In the six weeks I spent in Paris over the summer, I came to greatly appreciate the Parisian transportation network. I took note of several innovations that I thought could be excellently applied to my hometown of Philadelphia.
One of the more striking features of the city is the absolute proliferation of subway lines, which crisscross the entirety of the metropolis. It is rare to be more than a few blocks from a subway stop; the service is efficient and very popular among city-dwellers.
While it is nice to fantasize about what it would be like if our city was like this, Philadelphia isn’t going to be digging new subway lines anytime soon. It is incredibly expensive to construct new subway track and there certainly isn’t enough economic incentive to do it at a point in time where our city is still losing population. However, the Parisians did something very smart to increase their subway network without having to dig out an entire new line, and it is something Philadelphia is admirably suited for.
THE FRENCH SYSTEM
It’s called the Réseau Express Régional, and it is essentially a series of existing regional rail lines that have been converted for subway service. Centered on a number of large underground stations in the center of Paris, the line soon goes above ground and makes stops to outlying areas of the city. The key difference between this system and regular regional rail service is that it is totally integrated with the subway system. You pay only a subway token to use it, it runs every 10-15 minutes, and you can transfer to regular subway lines for free.
Every time I rode the RER, which was fairly frequently, I always envisioned what a similar system would be like in Philadelphia. While we are obviously not the same city as Paris, we do already have a cluster of three major underground regional rail stations downtown, and we have several regional rail lines that only operate within Philadelphia. Imagine operating a RER style service along the two regional rail lines that service Chestnut Hill in the Northwest or to Somerton in the Northeast.
All of these places are already well connected to Center City by a regional rail line, but service is hourly and expensive – two things that don’t make sense for short trips from one neighborhood to another. There would have to be a lot of modifications to fully integrate subway service into these areas. They would need to be more frequent, smaller trains, new turnstile ticketing at train stations, and a restructuring of Center City stations for easy transfer to existing subway lines. It would not be cheap, but it would not be wholly impractical either, and at the end of the day the increased service would bring Philadelphia’s many different quarters much closer together.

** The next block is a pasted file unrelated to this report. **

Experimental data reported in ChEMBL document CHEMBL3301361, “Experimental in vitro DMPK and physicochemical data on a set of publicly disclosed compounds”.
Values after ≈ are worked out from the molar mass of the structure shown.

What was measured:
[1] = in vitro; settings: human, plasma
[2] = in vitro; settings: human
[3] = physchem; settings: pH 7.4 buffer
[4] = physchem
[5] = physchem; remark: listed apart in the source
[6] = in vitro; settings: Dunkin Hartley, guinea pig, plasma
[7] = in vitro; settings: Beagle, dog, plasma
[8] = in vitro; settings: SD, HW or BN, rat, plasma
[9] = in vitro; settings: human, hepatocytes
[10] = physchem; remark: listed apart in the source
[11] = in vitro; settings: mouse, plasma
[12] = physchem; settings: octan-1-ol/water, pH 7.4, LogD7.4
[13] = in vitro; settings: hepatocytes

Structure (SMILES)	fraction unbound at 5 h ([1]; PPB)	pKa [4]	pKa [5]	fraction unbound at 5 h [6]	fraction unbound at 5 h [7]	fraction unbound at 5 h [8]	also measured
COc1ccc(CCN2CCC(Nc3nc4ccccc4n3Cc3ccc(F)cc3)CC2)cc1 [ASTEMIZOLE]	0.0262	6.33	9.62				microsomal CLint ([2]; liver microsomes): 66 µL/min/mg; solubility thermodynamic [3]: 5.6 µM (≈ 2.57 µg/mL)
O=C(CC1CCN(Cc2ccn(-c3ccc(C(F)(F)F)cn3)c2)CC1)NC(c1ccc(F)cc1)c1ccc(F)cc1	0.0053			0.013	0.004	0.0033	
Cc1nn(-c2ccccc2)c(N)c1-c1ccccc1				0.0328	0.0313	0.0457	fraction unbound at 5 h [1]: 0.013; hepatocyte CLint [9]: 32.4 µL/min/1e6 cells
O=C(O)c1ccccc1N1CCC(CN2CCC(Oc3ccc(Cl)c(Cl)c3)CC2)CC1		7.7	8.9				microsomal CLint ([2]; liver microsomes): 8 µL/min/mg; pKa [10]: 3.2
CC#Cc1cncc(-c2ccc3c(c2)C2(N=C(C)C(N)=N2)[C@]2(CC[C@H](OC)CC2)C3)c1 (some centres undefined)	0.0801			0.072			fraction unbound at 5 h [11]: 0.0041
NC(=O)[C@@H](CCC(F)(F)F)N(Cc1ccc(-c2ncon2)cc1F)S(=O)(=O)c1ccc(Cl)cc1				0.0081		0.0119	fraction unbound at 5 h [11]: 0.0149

WON’T HAPPEN HERE
While SEPTA may lose money in the short term by decreasing the price of a ticket on these lines to that of a subway token, the increase in ridership that goes along with increasing service would undoubtedly make up for this. Think of the convenience of being able to get on the subway at Temple and transfer to a train that went to Manayunk every few minutes, all for one token. I think many students would take advantage of a system like this, as the entire city of Paris already has.
Sadly, in its own way, an idea like this is about as likely as SEPTA digging a whole new subway line. Innovations at SEPTA rarely come down to issues of money or whether a system has been proven to work, but more to a general lack of foresight at the authority itself. While SEPTA often raises valid points about why it would be difficult to integrate a new initiative, the agency is never willing to risk those difficulties for the benefit of increased service for its riders, and income for itself. Maybe if SEPTA was willing to look at what was already being done in other cities around the world, it would be able to see the huge potential it has a transit agency.
Ryan Briggs can be reached at firstname.lastname@example.org.